On 4 May 1949, an airplane carrying 18 members of A.C. Torino crashed into a hill outside Turin, killing all 31 passengers.
The club was founded in 1906 as part of an acrimonious split from Juventus, which led to a heated rivalry between the two sides known as the Derby della Mole.
Torino won its first Scudetto in 1928, but enjoyed their greatest success in the 1940s. From 1943 to 1948, the team called Grande Torino won four consecutive Scudettos (there were no Serie A matches in 1944 or 1945 due to World War II). The team also regularly provided the majority of the players for the Italian national team during that period. For a friendly against Hungary on 11 May 1947, all ten field players in the Azzurri starting lineup were from Torino (the goalkeeper was from Juventus).
On the day of the crash, the team were returning from Lisbon, where they had played a friendly against Benfica. The weather around Turin was poor, with rain and mist limiting visibility. As the plane approached the Turin airport, it drifted off course and crashed into a hill called Superga on the outskirts of the city. All 31 people on board died, including the 18 team members; their coach, Englishman Leslie Lievesley; his staff; the airplane's crew; and three journalists. The only Torino player not killed that day was Sauro Toma, who had missed the match against Benfica due to injury.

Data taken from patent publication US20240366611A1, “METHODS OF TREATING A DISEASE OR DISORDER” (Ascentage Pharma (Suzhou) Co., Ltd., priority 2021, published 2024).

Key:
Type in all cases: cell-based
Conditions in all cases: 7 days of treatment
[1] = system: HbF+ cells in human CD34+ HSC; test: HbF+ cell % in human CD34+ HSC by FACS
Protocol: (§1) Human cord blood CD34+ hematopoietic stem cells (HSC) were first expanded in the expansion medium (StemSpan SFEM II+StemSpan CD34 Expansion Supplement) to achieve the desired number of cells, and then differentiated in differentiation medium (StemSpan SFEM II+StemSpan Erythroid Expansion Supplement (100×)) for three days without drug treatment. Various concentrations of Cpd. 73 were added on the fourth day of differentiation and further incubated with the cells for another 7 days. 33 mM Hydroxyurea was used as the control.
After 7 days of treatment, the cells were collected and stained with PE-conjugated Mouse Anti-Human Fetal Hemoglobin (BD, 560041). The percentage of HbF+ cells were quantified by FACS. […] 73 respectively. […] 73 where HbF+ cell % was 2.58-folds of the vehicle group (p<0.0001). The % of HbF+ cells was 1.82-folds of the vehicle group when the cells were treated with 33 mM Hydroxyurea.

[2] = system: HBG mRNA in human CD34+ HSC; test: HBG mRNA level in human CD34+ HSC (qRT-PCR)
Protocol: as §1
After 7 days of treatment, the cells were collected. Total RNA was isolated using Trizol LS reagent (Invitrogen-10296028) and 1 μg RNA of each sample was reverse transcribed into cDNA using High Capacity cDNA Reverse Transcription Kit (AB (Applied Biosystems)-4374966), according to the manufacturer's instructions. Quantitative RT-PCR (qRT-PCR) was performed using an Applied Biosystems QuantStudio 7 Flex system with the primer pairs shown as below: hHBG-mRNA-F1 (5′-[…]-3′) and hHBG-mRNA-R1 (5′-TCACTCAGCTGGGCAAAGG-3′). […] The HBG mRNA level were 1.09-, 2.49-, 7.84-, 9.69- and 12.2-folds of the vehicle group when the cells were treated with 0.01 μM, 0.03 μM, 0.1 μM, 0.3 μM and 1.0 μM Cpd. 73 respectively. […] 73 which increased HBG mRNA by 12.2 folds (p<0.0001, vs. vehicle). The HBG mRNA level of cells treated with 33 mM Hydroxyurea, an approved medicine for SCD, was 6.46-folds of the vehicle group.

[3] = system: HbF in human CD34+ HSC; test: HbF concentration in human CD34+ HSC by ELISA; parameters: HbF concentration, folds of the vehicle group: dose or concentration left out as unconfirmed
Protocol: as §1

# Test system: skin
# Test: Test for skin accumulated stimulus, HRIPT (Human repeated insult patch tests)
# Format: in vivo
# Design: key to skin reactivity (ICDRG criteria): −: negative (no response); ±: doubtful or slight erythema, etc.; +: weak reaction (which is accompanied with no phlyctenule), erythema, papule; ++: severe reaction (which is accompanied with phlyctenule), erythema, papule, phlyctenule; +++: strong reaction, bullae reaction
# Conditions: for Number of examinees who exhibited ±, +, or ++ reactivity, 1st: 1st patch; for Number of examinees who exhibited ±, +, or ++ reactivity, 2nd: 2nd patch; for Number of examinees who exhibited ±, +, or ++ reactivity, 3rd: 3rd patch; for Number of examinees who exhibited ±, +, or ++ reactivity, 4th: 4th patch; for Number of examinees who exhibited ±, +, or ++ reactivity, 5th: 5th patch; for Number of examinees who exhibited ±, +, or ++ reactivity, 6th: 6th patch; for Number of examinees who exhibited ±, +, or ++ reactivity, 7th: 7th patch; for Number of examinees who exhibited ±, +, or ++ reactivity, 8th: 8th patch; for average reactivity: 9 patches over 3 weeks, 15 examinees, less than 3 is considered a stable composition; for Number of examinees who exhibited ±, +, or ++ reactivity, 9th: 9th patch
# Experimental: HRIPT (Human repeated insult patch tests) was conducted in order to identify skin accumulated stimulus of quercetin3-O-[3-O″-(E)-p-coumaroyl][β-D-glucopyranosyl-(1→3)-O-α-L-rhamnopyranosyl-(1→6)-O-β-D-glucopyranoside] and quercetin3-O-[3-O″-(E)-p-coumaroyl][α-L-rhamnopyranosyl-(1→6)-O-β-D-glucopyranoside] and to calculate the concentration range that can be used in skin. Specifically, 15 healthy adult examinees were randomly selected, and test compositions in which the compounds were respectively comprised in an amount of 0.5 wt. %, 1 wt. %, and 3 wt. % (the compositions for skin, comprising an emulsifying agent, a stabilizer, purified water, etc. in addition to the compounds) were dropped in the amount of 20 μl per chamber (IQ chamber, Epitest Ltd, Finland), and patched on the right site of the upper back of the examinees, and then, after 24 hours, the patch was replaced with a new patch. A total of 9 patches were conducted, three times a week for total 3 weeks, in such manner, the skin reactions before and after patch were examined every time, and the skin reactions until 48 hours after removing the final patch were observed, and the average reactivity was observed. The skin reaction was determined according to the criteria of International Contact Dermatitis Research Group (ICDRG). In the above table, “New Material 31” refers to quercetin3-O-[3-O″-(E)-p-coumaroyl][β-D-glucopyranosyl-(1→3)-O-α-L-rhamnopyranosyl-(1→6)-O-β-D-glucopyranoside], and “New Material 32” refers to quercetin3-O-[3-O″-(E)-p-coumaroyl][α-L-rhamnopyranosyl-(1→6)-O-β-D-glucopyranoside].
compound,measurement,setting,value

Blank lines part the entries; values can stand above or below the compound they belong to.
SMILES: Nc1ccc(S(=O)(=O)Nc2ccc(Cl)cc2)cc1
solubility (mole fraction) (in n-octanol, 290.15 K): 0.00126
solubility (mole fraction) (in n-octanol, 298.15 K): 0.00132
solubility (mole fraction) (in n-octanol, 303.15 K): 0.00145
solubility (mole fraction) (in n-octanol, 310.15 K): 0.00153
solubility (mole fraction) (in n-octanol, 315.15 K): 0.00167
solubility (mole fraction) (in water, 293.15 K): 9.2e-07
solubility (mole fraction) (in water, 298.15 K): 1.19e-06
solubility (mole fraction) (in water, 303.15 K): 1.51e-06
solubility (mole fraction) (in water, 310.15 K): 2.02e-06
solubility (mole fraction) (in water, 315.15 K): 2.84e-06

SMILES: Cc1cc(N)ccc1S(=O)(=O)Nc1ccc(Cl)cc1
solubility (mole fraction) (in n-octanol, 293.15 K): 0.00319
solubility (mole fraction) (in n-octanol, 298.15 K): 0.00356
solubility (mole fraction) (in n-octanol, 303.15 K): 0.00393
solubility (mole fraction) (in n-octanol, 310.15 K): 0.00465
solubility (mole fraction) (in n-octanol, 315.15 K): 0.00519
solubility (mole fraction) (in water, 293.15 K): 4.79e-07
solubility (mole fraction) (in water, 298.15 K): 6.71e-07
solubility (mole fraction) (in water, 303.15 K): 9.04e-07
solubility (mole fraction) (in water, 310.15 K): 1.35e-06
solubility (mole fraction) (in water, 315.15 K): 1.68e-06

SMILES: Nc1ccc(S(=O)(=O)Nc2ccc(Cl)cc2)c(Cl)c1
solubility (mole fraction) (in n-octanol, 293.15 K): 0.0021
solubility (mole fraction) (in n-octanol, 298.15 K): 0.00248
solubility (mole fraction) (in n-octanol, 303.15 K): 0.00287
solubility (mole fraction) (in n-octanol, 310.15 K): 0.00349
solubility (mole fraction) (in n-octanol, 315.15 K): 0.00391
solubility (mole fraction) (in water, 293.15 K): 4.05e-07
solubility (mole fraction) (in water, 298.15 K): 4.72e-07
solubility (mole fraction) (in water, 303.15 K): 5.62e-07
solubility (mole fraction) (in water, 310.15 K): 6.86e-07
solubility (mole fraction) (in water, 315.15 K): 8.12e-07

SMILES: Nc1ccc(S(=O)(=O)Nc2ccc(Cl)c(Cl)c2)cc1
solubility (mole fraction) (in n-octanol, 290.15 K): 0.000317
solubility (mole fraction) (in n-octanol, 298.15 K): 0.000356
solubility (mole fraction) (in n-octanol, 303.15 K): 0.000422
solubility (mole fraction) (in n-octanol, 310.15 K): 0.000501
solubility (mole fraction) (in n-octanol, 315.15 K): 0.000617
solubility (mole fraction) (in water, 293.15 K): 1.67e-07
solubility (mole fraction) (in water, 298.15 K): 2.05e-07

At the time, Torino were four points clear in Serie A with four matches left to play in the season. Torino was forced to field its youth team for the remaining matches, while its opponents fielded youth teams as well as a show of respect. Torino won all four matches to claim their fifth consecutive Scudetto, in what was certainly a small consolation for their loss. They have won only won Scudetto since, in 1976.